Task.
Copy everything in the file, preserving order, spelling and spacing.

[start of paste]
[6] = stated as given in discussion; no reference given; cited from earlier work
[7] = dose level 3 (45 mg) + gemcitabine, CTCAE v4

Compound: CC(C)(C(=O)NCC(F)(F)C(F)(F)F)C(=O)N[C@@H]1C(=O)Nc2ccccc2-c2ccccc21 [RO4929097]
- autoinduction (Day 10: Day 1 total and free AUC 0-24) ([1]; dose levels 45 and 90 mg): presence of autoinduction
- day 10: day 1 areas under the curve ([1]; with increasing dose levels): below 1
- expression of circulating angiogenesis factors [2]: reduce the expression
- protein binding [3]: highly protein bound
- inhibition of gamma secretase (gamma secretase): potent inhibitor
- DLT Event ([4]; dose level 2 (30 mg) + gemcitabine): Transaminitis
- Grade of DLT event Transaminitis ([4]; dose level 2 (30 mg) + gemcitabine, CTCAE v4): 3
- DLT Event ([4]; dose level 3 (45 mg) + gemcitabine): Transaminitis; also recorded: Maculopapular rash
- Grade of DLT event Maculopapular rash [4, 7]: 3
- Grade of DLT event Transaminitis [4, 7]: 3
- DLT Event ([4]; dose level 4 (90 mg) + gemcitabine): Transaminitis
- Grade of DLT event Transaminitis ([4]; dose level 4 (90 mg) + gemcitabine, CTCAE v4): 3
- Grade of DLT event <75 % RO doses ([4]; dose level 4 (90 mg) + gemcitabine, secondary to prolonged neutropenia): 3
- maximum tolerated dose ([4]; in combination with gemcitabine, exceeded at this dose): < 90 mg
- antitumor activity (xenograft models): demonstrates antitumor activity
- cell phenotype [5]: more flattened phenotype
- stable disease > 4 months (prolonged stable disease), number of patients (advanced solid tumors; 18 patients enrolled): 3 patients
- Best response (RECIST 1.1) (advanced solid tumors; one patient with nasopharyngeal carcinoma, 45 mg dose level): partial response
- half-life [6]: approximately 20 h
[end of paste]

[6] = stated as given in discussion; no reference given; cited from earlier work
[7] = dose level 3 (45 mg) + gemcitabine, CTCAE v4

Compound: CC(C)(C(=O)NCC(F)(F)C(F)(F)F)C(=O)N[C@@H]1C(=O)Nc2ccccc2-c2ccccc21 [RO4929097]
- autoinduction (Day 10: Day 1 total and free AUC 0-24) ([1]; dose levels 45 and 90 mg): presence of autoinduction
- day 10: day 1 areas under the curve ([1]; with increasing dose levels): below 1
- expression of circulating angiogenesis factors [2]: reduce the expression
- protein binding [3]: highly protein bound
- inhibition of gamma secretase (gamma secretase): potent inhibitor
- DLT Event ([4]; dose level 2 (30 mg) + gemcitabine): Transaminitis
- Grade of DLT event Transaminitis ([4]; dose level 2 (30 mg) + gemcitabine, CTCAE v4): 3
- DLT Event ([4]; dose level 3 (45 mg) + gemcitabine): Transaminitis; also recorded: Maculopapular rash
- Grade of DLT event Maculopapular rash [4, 7]: 3
- Grade of DLT event Transaminitis [4, 7]: 3
- DLT Event ([4]; dose level 4 (90 mg) + gemcitabine): Transaminitis
- Grade of DLT event Transaminitis ([4]; dose level 4 (90 mg) + gemcitabine, CTCAE v4): 3
- Grade of DLT event <75 % RO doses ([4]; dose level 4 (90 mg) + gemcitabine, secondary to prolonged neutropenia): 3
- maximum tolerated dose ([4]; in combination with gemcitabine, exceeded at this dose): < 90 mg
- antitumor activity (xenograft models): demonstrates antitumor activity
- cell phenotype [5]: more flattened phenotype
- stable disease > 4 months (prolonged stable disease), number of patients (advanced solid tumors; 18 patients enrolled): 3 patients
- Best response (RECIST 1.1) (advanced solid tumors; one patient with nasopharyngeal carcinoma, 45 mg dose level): partial response
- half-life [6]: approximately 20 h